The lottery is a form of gambling. It is the selling of numbered tickets with numbers the consumer has chosen for a drawing at a later date. When the numbers are randomly chosen, rewards are given to those with the corresponding digits. This is mostly used as a way to raise money and to provide cheap entertainment. Gambling in America recently conducted a poll finding that 57 percent of Americans reported buying a lottery ticket in the past 12 months (Www.naspl.org). People with incomes in excess of $75,000 spend roughly three times as much on lotteries each month as do those with incomes under $25,000 (Www.naspl.org). With lottery sales alone, it is no shock that the United States earned $78 billion dollars (Www.naspl.org).
Due to a struggling economy and an increase in unemployment, more citizens take a chance in the lottery. The lottery gives a ticket buyer the slim chance to win millions of dollars. Even though the chances of winning the lottery are 1 in 175 million (Bernard), many Americans still buy lottery tickets. Financial worries and a struggling economy give citizens the psychological motivation to participate in the lottery. American citizens, along with the eco...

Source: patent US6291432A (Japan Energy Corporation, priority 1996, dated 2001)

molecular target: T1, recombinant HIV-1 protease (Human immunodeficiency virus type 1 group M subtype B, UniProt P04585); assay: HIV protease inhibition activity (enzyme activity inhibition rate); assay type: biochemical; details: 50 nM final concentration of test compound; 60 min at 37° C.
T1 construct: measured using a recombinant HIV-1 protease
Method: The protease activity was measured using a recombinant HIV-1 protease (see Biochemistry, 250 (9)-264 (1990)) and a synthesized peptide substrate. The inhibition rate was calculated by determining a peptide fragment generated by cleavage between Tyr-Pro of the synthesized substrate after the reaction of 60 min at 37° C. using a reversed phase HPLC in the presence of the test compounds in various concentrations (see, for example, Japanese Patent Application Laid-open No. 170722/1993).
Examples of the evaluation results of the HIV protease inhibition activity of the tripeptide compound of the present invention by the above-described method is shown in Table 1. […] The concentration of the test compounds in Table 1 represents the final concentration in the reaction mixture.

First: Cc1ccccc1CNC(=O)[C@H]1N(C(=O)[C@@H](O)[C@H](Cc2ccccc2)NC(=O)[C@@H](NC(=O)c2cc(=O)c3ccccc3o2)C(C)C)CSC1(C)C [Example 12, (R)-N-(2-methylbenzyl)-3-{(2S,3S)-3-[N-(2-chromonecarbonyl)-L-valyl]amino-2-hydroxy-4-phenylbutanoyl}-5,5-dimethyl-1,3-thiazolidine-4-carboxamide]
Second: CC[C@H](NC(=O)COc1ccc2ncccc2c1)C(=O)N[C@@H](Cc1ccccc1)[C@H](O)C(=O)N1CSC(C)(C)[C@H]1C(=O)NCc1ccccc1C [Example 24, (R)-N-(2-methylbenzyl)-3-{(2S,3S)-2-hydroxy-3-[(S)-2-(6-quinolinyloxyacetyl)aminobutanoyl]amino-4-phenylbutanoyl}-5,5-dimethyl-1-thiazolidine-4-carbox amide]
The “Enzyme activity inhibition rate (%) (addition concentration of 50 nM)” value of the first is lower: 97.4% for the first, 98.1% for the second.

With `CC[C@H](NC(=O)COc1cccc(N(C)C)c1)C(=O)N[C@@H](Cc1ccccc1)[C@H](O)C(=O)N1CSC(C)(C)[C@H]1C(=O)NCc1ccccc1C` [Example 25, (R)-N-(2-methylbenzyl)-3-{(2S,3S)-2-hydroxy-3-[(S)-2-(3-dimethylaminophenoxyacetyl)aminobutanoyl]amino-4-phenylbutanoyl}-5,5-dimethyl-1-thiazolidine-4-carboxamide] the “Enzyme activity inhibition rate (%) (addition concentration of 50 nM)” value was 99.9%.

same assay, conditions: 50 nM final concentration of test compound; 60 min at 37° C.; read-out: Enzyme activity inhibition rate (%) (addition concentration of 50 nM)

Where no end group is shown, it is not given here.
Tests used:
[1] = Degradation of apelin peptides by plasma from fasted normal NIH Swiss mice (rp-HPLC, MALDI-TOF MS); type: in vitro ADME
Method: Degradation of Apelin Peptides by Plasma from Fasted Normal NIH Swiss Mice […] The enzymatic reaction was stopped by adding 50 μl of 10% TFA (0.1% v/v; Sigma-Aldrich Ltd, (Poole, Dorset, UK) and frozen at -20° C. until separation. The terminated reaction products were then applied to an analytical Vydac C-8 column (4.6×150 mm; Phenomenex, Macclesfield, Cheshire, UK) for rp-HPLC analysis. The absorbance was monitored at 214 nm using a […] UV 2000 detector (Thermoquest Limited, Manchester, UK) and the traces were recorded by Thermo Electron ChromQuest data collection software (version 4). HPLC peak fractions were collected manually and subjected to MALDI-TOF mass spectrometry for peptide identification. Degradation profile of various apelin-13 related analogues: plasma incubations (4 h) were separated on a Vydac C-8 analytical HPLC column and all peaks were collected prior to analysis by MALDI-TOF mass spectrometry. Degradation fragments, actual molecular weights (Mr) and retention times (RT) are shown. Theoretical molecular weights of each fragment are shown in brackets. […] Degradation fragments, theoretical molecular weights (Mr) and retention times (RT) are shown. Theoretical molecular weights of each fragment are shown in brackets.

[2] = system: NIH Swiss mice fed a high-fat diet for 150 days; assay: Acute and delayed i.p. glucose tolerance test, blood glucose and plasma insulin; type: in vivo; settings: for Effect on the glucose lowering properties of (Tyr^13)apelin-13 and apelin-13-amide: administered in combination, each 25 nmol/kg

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...31 Mar. 2012. Web. 9 Jan. 2014.
Ugel, Edward. Money for Nothing: One Man's Journey through the Dark Side of Lottery Millions. New York: HarperCollins, 2007. Print.
Www.albertahealthservices.ca. Alberta Health Services, n.d. Web. 19 Dec. 2013.
Www.naspl.org. NASPL, n.d. Web. 19 Dec. 2013.
Www.palottery.state.pa.us. PA Lottery, n.d. Web. 19 Dec. 2013.
Www.palottery.state.pa.us. PA Lottery, n.d. Web. 1 Jan. 2014.
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